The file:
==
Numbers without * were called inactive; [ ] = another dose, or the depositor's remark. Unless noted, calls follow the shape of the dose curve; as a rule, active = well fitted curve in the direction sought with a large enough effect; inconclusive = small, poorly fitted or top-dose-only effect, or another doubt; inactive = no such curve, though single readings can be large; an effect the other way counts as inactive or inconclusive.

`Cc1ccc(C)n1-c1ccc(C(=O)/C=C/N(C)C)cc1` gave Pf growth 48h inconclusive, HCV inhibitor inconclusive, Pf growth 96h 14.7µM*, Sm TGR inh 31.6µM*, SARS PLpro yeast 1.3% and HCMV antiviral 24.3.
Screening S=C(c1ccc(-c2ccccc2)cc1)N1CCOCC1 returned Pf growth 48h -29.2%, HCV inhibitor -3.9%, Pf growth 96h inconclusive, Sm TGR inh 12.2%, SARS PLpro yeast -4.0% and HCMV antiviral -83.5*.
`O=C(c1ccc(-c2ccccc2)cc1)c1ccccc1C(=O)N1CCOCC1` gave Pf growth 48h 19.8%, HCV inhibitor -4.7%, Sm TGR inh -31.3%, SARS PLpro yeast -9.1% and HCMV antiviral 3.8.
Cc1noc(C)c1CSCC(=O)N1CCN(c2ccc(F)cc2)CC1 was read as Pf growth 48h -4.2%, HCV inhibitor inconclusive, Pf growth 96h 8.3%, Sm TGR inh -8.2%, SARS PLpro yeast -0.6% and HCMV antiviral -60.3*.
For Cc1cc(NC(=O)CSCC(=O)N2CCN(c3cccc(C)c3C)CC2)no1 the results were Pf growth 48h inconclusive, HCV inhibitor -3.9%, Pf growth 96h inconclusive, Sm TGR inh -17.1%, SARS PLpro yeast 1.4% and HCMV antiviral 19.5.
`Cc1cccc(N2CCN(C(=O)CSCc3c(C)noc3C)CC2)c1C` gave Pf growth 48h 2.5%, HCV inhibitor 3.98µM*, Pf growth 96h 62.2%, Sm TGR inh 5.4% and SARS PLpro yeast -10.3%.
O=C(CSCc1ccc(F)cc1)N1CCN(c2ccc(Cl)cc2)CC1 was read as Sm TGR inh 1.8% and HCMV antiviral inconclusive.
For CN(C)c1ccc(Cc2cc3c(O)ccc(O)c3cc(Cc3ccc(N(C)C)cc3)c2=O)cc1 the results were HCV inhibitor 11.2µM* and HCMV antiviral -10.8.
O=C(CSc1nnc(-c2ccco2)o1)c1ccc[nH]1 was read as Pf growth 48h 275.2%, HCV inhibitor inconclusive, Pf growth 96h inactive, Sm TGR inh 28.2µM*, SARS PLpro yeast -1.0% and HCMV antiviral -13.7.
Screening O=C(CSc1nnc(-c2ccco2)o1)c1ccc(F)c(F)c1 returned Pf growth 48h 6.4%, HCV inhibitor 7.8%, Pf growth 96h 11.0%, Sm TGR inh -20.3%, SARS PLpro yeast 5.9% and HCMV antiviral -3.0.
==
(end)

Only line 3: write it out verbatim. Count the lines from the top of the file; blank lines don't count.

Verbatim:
Screening S=C(c1ccc(-c2ccccc2)cc1)N1CCOCC1 returned Pf growth 48h -29.2%, HCV inhibitor -3.9%, Pf growth 96h inconclusive, Sm TGR inh 12.2%, SARS PLpro yeast -4.0% and HCMV antiviral -83.5*.